Vitamin D, which is actually a pro-hormone, actually plays an important role in regulating the entire human genome. 1,25-dihidroxyvitamin D, also known as calcitriol, is responsible for unlocking the more than 2,700 genetic binding sites specifically designed for it that are located throughout the human body. And every single one of the genes affected by calcitriol plays a role in the onset of most major human diseases.
What this means is that vitamin D deficiency can cause all sorts of illnesses, including everything from simple colds and influenza to chronic diseases like heart failure and cancer. And since vitamin D can really only be obtained in adequate amounts through natural sunlight or supplementation with high doses of vitamin D3, it is crucial that every individual pay close attention to his or her vitamin D levels.
The best way to obtain vitamin D is through natural sunlight exposure. A fair-skinned person can produce enough vitamin D from about 15 minutes of direct sunlight exposure during the peak summer months, while a darker-skinned person may need as much as an hour-and-a-half of sunlight exposure. Sunscreens are designed to block out the UV rays responsible for vitamin D production in the skin, so it is important not to wear sunscreen when trying to obtain vitamin D from the sun (http://www.vitamindcouncil.org).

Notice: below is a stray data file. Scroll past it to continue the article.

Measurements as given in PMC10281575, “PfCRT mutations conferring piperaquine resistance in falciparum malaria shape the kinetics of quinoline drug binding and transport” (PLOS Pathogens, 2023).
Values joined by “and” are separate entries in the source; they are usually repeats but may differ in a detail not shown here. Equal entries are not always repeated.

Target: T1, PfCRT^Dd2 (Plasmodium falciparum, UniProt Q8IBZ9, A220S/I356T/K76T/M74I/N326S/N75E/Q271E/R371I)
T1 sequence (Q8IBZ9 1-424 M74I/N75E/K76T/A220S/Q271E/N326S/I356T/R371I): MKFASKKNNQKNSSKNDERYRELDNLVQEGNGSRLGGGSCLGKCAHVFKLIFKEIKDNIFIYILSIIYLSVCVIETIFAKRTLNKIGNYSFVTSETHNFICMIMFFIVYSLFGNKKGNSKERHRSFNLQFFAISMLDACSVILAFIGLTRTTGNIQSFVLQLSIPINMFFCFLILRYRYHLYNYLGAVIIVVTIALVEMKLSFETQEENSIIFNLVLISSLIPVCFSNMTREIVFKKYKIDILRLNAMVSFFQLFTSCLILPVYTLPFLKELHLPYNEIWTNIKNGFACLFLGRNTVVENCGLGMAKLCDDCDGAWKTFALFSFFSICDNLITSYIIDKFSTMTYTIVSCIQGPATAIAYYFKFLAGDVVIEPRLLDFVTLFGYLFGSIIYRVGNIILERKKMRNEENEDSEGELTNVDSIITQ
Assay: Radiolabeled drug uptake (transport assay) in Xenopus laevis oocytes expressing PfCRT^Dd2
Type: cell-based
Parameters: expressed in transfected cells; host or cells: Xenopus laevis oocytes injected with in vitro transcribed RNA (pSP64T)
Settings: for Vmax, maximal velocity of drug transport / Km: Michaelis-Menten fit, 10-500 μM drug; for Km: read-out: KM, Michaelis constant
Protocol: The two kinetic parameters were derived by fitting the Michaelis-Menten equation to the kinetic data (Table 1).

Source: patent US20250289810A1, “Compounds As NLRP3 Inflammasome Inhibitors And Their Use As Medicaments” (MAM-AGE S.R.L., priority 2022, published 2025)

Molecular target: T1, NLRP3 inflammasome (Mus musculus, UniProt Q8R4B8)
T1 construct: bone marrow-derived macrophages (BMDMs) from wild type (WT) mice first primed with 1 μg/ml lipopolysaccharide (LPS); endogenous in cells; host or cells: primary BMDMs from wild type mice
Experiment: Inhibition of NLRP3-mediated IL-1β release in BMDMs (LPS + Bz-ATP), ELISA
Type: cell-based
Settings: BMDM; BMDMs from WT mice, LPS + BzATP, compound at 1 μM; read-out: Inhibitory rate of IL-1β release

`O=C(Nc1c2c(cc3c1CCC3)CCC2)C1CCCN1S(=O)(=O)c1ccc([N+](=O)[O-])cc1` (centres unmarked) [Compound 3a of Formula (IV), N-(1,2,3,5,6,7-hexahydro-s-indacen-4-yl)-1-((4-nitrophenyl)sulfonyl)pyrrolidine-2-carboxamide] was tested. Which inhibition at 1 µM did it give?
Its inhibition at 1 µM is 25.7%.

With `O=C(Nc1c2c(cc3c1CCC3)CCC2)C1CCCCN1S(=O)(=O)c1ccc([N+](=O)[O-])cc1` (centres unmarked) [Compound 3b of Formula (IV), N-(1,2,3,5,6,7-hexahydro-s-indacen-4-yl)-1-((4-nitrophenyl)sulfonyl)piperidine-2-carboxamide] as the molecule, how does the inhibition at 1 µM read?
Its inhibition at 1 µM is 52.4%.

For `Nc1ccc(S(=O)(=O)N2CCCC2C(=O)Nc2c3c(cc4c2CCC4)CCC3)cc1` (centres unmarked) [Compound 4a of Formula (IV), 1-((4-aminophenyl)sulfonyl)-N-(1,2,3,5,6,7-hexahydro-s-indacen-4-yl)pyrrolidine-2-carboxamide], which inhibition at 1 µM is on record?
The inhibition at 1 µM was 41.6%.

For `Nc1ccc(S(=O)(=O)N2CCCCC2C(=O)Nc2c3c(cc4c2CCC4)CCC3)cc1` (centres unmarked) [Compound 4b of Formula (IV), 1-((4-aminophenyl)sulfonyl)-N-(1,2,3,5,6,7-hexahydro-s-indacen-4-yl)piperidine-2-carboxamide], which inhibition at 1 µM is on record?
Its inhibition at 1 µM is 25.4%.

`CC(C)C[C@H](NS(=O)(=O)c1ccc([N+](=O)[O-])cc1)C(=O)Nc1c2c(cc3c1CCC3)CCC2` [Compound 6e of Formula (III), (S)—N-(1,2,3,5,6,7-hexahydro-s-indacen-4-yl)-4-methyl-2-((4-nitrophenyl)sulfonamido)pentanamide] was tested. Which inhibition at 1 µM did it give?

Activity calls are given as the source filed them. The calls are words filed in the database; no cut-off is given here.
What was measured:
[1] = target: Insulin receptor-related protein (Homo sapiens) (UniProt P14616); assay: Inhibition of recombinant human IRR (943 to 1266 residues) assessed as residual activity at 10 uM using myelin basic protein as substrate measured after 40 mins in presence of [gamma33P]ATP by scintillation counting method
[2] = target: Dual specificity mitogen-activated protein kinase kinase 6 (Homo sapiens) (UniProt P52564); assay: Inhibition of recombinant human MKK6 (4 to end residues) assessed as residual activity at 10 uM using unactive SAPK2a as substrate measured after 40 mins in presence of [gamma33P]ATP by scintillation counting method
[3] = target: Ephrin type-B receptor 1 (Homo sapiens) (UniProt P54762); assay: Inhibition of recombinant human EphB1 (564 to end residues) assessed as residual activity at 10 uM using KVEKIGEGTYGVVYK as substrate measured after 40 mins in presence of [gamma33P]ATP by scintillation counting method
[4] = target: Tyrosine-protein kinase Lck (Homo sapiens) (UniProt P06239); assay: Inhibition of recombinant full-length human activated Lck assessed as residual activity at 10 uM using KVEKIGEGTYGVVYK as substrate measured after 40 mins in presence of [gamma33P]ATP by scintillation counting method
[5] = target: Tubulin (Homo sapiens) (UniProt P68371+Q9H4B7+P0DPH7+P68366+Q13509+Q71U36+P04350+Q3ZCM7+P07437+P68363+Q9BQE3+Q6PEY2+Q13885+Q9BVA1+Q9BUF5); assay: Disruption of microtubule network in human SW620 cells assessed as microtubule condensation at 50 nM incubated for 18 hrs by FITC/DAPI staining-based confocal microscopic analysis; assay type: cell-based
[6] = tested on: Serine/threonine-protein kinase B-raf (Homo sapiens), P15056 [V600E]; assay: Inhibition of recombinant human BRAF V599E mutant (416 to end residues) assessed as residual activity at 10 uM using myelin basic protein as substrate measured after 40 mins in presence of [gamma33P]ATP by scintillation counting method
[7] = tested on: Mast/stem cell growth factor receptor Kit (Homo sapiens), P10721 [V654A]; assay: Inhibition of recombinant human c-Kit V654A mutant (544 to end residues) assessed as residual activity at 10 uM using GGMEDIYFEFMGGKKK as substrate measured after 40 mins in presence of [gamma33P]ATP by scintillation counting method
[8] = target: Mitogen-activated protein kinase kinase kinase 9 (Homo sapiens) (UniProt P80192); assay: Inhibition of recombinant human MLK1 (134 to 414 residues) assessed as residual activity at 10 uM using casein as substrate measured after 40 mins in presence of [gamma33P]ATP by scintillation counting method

Another option is to supplement with vitamin D3. The government’s recommended daily amount (RDA) for vitamin D is still too low, as most people need to take anywhere from 1,000 – 10,000 international units (IU) of vitamin D3 every day to maintain adequate blood levels. If you are unsure about your vitamin D levels, you may wish to have a blood test taken to determine what is an appropriate amount of vitamin D with which to supplement
Learn more; full article here: http://www.naturalnews.com/036247_sun_exposure_pancreatic_cancer_risk_reduction.html#ixzz1yRZ7xZYU